Long before the Russian gas crisis, in an effort to maintain political momentum for the 3rd Package, Europe’s energy regulators launched a consultation (Autumn 2008) on implementing the key elements of the 3rd Package. Now ERGEG has begun the New Year analysing the (34) responses to this public consultation on implementing the 3rd Package. 

ERGEG has launched 2 new public consultations. One deals with the proposed revision of ERGEG's December 2006 Guidelines of Good Practice on Electricity Balancing Markets Integration (GGP-EBMI), so as to include automatically-activated reserves and intraday markets.

The second consultation on gas capacity allocation mechanisms (CAM) and congestion management procedures (CMP) sets out ERGEG’s position on CAM and CMP for interconnection points between adjacent networks (cross-border as well within Member States), to be used as a basis for proposing modifications to the existing Gas Regulation (EC) 1775/2005.  It will serve as a background paper for the future Agency, which may be utilised in the development of the Framework Guidelines for the network codes.  A stakeholder workshop on gas CAM and CMP will take place in Brussels on 18 February 2009.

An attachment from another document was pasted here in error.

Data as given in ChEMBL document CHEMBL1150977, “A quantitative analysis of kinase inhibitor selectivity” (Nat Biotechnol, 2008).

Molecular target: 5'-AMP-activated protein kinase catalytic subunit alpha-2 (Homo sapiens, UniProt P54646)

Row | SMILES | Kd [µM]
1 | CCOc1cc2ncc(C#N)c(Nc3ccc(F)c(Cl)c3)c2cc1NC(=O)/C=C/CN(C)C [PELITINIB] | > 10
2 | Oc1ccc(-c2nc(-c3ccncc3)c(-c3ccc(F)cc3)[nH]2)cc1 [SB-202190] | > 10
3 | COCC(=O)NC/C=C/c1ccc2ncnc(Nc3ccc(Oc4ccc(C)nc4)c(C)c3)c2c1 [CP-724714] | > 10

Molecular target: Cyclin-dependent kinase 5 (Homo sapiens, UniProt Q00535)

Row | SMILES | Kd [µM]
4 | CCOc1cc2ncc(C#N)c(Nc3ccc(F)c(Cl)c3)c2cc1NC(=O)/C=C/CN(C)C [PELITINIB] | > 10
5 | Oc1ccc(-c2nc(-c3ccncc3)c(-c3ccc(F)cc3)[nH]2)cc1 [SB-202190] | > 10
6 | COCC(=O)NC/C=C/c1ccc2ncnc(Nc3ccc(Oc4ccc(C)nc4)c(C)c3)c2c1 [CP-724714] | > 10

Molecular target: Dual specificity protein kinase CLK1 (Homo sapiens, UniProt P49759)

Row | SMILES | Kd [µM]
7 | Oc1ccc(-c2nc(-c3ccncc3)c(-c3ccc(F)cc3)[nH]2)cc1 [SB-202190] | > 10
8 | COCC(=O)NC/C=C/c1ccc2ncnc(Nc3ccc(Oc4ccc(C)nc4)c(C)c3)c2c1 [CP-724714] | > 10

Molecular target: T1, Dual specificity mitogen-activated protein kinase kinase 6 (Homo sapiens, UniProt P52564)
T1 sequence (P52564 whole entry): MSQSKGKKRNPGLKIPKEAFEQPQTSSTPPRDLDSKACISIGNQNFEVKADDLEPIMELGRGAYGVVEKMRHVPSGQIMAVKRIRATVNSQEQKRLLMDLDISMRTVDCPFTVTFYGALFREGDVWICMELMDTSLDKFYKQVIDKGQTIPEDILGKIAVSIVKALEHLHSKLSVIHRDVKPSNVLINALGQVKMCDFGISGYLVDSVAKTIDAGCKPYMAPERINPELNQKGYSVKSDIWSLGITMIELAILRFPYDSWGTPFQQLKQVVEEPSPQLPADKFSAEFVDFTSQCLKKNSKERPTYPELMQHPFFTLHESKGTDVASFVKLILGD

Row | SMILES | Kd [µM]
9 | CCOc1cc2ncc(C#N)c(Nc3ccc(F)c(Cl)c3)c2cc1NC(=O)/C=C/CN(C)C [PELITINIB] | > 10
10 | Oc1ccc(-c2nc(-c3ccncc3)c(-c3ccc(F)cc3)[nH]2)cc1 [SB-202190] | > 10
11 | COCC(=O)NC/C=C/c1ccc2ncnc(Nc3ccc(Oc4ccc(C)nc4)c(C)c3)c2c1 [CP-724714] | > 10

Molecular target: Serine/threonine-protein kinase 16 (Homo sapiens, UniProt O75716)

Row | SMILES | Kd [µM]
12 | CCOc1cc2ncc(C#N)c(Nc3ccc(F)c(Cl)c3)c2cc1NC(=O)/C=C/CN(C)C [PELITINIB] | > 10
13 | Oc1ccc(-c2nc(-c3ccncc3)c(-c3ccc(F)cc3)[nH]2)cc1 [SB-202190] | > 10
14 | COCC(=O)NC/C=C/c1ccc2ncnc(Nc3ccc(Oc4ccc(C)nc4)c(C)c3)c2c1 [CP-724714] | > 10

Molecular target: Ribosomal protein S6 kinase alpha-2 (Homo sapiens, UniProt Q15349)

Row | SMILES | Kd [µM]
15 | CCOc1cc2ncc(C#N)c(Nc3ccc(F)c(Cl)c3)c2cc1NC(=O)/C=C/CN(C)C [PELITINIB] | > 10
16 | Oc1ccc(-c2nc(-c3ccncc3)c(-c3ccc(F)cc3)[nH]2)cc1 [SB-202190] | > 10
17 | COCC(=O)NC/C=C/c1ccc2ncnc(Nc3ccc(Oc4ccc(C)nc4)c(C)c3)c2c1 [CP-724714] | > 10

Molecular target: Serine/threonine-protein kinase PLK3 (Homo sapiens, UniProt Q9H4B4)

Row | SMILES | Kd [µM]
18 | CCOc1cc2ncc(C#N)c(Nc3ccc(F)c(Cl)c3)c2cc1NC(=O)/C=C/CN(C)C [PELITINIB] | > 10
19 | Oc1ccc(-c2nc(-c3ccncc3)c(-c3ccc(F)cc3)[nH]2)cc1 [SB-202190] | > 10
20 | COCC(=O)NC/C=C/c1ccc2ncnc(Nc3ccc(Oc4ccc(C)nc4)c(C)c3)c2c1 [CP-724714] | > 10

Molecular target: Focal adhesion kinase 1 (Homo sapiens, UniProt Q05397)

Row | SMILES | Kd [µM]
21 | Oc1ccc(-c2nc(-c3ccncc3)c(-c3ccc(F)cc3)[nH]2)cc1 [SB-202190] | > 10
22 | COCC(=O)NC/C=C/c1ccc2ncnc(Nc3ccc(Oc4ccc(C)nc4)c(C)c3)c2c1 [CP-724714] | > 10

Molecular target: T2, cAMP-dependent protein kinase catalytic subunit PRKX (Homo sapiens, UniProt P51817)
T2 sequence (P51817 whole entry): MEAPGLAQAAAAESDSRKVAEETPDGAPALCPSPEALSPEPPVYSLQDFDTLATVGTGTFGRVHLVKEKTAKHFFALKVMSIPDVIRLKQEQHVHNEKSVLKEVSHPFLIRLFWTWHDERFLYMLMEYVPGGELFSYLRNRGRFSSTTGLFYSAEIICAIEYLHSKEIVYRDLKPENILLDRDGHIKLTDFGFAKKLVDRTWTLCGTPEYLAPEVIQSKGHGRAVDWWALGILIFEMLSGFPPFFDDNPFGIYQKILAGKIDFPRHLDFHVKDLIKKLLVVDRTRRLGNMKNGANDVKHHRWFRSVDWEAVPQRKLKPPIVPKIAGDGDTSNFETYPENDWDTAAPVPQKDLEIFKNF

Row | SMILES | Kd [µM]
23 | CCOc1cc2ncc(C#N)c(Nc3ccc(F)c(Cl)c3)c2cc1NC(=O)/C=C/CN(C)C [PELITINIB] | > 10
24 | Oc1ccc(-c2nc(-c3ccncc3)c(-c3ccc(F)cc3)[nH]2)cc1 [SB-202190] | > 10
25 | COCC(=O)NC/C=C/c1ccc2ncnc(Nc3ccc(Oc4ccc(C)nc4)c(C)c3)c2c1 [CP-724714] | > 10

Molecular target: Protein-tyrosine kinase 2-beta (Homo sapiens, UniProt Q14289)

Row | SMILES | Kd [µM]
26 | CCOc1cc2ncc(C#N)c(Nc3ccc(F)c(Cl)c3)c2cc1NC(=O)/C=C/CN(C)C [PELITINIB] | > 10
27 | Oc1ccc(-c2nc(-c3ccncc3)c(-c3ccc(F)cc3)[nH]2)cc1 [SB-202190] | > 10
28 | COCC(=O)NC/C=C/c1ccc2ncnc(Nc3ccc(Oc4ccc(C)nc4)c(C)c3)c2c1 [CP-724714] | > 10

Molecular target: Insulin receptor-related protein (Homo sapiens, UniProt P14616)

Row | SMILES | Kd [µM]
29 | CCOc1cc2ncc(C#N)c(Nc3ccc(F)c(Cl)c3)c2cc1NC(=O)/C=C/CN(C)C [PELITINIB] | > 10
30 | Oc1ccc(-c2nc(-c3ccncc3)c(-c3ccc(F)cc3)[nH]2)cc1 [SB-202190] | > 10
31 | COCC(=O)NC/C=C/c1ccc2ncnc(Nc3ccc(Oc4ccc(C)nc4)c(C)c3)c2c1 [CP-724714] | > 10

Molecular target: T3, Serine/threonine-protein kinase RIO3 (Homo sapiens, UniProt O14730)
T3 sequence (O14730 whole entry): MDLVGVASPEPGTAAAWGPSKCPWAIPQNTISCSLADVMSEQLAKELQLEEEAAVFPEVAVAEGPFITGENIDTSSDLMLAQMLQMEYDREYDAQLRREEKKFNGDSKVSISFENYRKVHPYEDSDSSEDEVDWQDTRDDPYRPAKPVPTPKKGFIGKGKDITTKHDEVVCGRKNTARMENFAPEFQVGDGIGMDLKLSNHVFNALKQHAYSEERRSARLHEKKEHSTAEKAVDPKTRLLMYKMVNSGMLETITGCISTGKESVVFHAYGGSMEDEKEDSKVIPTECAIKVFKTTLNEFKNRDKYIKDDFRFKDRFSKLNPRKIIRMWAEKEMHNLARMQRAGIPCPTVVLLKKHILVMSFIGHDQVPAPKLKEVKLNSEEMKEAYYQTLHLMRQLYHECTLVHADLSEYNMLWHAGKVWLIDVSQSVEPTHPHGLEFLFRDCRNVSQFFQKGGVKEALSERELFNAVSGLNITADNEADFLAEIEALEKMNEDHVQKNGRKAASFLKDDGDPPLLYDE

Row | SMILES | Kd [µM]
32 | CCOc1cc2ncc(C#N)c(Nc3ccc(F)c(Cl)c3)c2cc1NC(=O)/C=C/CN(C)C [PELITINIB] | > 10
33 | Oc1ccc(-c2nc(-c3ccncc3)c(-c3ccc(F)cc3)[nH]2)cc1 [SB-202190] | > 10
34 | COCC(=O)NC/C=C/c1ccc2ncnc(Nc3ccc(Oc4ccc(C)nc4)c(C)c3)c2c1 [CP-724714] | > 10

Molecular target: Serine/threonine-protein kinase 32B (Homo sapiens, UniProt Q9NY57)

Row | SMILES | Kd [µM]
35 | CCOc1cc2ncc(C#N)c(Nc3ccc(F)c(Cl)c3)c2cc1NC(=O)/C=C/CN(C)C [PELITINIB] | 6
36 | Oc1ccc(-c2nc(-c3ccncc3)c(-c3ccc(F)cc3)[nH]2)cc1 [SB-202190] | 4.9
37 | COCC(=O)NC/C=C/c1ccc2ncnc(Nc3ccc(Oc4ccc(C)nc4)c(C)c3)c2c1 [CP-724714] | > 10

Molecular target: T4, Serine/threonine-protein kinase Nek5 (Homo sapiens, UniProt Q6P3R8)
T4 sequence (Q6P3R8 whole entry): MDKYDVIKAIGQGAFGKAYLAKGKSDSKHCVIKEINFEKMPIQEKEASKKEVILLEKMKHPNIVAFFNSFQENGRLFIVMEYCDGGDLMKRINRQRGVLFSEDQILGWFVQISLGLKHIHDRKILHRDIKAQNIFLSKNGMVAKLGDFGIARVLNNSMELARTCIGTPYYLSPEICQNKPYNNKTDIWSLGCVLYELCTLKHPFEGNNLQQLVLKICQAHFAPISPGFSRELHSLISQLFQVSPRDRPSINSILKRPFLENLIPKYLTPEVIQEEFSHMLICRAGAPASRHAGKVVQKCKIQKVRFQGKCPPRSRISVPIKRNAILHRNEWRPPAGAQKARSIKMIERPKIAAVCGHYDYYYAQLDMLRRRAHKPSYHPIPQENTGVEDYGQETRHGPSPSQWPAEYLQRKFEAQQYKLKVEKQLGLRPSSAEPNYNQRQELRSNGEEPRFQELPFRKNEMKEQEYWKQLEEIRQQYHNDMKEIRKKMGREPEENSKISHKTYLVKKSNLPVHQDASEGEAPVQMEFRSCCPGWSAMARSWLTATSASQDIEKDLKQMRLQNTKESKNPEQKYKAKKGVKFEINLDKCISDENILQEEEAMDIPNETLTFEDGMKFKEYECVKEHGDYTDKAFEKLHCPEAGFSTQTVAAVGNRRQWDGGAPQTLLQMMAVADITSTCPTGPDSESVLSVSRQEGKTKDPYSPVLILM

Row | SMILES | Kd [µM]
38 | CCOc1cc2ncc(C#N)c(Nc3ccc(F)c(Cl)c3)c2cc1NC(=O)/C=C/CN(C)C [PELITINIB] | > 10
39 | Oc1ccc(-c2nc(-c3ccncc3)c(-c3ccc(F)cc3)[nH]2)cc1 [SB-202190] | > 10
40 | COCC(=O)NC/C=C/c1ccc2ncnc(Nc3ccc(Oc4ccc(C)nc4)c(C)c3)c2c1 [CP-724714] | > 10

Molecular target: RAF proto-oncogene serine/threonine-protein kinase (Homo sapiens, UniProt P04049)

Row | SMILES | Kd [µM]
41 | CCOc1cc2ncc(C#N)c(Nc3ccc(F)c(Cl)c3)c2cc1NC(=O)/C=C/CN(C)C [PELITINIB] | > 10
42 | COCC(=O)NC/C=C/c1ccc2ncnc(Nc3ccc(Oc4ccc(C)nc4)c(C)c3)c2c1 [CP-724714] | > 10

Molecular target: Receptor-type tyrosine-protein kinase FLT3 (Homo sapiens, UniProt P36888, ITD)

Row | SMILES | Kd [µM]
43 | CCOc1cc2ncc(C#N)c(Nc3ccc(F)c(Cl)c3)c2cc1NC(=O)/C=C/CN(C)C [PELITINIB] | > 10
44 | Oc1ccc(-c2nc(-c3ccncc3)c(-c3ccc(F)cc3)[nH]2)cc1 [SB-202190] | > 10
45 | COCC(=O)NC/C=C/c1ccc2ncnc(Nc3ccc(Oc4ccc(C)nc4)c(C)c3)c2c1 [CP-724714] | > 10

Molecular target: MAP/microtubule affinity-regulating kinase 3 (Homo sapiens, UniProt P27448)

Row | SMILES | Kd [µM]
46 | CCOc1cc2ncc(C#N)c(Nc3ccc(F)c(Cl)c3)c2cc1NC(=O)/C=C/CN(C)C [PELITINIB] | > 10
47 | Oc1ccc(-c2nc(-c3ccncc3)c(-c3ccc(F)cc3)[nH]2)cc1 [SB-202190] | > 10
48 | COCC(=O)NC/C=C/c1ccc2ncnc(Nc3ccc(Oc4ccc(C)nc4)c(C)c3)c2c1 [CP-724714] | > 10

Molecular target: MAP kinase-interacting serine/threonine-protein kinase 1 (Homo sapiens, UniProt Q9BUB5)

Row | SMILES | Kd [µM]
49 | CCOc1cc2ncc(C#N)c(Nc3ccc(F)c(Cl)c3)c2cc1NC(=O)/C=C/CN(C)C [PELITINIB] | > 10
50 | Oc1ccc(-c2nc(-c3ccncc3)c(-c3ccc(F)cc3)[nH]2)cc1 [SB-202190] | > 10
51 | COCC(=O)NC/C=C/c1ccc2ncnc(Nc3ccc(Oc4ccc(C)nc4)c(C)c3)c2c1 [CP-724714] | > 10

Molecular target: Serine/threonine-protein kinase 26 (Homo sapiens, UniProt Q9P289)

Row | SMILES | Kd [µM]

At a signing ceremony in Brussels on 13th January (see Press Release) the energy regulators and CENELEC (the EU standards body) signed a Memorandum of Understanding (MoU) on Cooperation and Exchange of Information in the field of standardisation in the energy sector. Work is beginning on developing harmonised European standards in smart metering.